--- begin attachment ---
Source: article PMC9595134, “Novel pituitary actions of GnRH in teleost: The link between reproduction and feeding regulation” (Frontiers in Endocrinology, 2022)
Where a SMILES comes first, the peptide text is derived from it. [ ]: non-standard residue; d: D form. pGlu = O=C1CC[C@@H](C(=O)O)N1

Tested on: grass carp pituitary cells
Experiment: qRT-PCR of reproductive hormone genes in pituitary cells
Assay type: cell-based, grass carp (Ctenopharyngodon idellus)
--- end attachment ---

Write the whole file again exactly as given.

Source: article PMC9595134, “Novel pituitary actions of GnRH in teleost: The link between reproduction and feeding regulation” (Frontiers in Endocrinology, 2022)
Where a SMILES comes first, the peptide text is derived from it. [ ]: non-standard residue; d: D form. pGlu = O=C1CC[C@@H](C(=O)O)N1

Tested on: grass carp pituitary cells
Experiment: qRT-PCR of reproductive hormone genes in pituitary cells
Assay type: cell-based, grass carp (Ctenopharyngodon idellus)